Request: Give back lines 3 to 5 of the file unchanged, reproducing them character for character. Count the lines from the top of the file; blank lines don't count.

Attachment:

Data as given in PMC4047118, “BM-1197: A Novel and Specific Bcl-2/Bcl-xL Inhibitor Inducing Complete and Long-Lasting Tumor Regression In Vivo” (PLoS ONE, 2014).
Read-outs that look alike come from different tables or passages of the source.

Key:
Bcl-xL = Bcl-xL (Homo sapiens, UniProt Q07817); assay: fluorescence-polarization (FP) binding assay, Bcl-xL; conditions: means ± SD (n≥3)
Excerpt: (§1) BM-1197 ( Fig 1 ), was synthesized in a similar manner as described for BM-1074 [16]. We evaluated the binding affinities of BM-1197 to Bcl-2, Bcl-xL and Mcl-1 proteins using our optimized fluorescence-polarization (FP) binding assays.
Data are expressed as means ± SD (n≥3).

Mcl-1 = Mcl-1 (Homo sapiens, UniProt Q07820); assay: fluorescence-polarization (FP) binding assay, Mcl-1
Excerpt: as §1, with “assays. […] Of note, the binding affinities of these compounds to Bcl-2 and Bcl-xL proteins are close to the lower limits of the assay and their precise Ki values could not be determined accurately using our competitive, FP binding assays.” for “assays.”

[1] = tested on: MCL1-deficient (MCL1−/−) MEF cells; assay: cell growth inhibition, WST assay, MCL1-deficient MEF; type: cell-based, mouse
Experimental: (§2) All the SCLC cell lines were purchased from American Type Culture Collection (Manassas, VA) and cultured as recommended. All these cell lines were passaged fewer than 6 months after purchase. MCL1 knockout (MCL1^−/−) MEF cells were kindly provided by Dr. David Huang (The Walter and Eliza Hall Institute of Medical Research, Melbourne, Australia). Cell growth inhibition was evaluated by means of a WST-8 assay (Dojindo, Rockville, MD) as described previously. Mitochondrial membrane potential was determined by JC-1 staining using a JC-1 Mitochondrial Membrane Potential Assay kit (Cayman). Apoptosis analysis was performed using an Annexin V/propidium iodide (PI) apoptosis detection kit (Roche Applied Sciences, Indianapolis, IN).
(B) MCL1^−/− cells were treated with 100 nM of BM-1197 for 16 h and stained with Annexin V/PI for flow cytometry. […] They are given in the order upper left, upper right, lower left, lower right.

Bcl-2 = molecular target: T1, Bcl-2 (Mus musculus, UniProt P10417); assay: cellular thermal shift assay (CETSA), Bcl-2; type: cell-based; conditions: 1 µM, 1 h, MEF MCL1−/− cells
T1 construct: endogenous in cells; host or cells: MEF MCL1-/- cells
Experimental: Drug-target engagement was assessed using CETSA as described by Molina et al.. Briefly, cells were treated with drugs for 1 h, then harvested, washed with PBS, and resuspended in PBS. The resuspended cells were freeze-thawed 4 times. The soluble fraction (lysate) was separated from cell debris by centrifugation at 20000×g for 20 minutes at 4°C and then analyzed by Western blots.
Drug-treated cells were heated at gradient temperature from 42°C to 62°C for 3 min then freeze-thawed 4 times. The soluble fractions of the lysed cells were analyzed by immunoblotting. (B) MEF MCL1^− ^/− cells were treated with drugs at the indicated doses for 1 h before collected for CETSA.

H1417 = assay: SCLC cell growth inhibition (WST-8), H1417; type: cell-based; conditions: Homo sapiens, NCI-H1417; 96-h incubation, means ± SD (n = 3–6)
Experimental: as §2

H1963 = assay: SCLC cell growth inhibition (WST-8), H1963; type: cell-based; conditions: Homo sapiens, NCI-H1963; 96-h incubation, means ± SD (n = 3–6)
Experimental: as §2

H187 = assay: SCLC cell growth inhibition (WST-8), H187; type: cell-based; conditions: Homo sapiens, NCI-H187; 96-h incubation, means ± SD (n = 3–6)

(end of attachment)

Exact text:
Key:
Bcl-xL = Bcl-xL (Homo sapiens, UniProt Q07817); assay: fluorescence-polarization (FP) binding assay, Bcl-xL; conditions: means ± SD (n≥3)
Excerpt: (§1) BM-1197 ( Fig 1 ), was synthesized in a similar manner as described for BM-1074 [16]. We evaluated the binding affinities of BM-1197 to Bcl-2, Bcl-xL and Mcl-1 proteins using our optimized fluorescence-polarization (FP) binding assays.